Catfish Grouper Snapper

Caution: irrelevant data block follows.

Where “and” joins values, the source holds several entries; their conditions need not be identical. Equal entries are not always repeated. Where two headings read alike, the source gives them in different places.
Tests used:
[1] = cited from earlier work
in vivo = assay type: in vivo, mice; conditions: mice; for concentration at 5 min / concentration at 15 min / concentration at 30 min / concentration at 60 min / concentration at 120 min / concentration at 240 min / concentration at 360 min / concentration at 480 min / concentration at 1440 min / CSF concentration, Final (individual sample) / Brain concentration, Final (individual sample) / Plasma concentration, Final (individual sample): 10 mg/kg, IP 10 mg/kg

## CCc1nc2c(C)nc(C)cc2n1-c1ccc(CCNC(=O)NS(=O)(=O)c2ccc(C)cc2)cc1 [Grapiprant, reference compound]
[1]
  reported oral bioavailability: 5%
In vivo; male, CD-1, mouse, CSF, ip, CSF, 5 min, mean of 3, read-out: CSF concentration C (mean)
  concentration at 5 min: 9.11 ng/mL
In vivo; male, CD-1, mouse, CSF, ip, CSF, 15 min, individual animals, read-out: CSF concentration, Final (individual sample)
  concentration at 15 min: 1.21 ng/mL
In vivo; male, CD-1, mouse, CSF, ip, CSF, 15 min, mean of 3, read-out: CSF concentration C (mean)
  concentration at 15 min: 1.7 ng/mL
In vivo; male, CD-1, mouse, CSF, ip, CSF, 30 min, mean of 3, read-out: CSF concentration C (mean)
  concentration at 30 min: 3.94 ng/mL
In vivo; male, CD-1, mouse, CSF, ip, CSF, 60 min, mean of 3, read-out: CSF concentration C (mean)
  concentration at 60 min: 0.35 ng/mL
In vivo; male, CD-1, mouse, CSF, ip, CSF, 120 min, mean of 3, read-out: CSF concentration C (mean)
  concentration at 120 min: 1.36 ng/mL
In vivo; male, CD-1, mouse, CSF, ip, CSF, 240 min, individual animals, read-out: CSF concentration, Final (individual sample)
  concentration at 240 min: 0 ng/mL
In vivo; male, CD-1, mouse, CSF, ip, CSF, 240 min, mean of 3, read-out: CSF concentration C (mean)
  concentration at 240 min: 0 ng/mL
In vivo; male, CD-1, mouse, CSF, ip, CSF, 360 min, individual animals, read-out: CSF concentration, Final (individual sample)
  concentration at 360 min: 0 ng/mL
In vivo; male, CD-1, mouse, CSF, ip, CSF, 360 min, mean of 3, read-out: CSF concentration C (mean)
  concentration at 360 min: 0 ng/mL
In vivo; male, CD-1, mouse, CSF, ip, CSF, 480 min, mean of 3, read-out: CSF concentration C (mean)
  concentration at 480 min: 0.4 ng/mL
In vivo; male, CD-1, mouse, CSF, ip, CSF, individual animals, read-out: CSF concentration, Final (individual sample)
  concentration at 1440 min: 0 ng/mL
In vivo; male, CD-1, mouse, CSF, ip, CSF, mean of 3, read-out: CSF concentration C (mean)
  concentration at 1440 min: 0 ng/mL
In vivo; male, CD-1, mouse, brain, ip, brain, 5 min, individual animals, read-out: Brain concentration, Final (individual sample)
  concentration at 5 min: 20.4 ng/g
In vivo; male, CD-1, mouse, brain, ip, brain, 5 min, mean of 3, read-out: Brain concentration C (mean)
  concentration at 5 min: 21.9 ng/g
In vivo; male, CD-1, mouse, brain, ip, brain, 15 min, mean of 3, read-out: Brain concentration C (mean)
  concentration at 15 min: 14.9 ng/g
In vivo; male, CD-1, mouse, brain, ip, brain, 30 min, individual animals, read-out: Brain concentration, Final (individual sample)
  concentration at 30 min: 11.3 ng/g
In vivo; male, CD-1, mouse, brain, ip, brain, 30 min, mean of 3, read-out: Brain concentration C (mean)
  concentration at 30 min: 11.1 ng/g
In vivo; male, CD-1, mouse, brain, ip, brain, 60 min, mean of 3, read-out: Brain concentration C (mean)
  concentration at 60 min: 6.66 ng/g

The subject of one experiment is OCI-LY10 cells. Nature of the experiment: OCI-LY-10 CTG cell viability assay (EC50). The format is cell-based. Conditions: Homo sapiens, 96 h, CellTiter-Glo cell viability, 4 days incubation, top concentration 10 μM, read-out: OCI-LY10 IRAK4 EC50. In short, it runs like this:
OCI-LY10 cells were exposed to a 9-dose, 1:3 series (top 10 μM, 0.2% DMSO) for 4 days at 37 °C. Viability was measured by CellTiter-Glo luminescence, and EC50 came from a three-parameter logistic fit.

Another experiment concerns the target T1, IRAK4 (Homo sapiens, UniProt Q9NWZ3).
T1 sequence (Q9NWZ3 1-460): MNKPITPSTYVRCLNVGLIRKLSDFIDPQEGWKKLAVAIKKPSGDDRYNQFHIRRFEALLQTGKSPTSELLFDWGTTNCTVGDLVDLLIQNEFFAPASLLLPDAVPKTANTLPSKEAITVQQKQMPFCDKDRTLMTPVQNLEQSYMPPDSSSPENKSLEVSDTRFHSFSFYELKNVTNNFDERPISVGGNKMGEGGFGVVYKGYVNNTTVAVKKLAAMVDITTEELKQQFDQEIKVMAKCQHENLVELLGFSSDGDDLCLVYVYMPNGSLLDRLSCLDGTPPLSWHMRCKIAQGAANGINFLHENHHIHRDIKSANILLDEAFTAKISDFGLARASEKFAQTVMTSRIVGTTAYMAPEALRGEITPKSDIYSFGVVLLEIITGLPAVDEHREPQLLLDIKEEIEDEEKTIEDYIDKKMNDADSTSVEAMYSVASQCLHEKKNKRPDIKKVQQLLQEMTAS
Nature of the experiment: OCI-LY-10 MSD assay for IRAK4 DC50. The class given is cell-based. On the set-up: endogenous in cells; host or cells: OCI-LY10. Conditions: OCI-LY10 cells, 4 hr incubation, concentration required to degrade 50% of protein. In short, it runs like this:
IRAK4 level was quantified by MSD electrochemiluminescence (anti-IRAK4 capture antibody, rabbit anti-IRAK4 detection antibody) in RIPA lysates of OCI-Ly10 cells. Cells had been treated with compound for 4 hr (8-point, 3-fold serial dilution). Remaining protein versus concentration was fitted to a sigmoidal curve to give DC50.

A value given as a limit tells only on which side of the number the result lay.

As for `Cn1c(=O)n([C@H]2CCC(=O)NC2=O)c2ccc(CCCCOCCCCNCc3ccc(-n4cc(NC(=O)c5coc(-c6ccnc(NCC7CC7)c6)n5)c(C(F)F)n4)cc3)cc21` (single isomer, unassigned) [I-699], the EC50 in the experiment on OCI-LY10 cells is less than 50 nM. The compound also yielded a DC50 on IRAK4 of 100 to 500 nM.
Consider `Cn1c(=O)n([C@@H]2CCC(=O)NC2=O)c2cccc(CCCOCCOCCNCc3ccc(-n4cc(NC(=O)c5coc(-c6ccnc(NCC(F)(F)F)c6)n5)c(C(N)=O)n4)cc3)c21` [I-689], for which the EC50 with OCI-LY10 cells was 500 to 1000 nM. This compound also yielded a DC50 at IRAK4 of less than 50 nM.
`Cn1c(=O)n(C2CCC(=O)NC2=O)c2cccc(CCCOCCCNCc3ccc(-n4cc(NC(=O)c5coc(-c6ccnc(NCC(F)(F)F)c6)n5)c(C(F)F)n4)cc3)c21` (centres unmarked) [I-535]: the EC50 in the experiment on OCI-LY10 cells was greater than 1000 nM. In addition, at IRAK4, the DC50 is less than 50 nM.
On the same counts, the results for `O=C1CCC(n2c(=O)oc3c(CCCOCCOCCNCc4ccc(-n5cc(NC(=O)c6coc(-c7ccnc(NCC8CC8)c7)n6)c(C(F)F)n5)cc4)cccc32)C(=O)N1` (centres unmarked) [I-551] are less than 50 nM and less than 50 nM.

There are sounds coming from the basement room of a little ranch house in the hills and hollows of Windham, Maine. A drumbeat, insistent and maniacal. The jangling of bone on steel string. A low moan and a shrill cry. If there were neighbors other than old barns and scrap yards, they would be asking: What are they doing in there? Drawing from an endless well of Wild Mercury. Tim Ouillette, the singer and the guitar player is bent like a syphilitic over his cutaway acoustic guitar and a lonely microphone. Jeff Harmon, the drummer and owner of the house, smirks as he lays down the groove. Peter Hill, just a drifter who shaved his face and pawned it all for his bass guitar, has his head held high. Reviews of Moss Mountain Project 'In the end, the album succeeds because these musicians deftly blend this mélange of styles into a cohesive Moss Mountain Project sound. It's an impressive feat for a debut release. In lesser hands, such a disparate combination might have resulted in a watered-down musical soup. In Moss Mountain Project's hands, Catfish Grouper Snapper proves to be a fresh and tasty bouillabaisse.' - Tom Flynn (TheBollard.com) "I'm excited about the Moss Mountain Project. They write narrative songs - one was about whisky and TV which inspired an 'I Love Whisky' shout from the audience. Described as lounge jazz-grass and post punk lounge, the mountain boys' sound is uniquely intoxicating. Frontman Tim Ouillette has the voice of a man-siren, with his growling sing-shouts and quiet falsettos enticing us . . .If you haven't heard/seen Moss Mountain Project, you must. Immediately. Tonight." - Amy Martin Portland Phoenix "This song [sandtrap] is great. . .sounds like Calexico on acid and now we're all f***ed up plalying empty oil barrels in the desert. Or something like that. I really like these guys." - Lauren Wayne Booking Agent/Portland Phoenix "Moss Mountain Project... they were nothing short of tight and intriguing. Moss Mountain's music is a careful cross between early Beck, Wall of Voodoo & Talking Heads (if that's possible), except it's all acoustic-driven. The boys turned it loose tonight." - Martin England / Pondering Judd "Vocalist Tim Ouillette balances the band's honky tonk with a breathy and menacing delivery that lends the band an indie vibe. I could see Magnolia Electric Company or Neil Young fans digging this." -Sam Pheifle Portland Phoenix.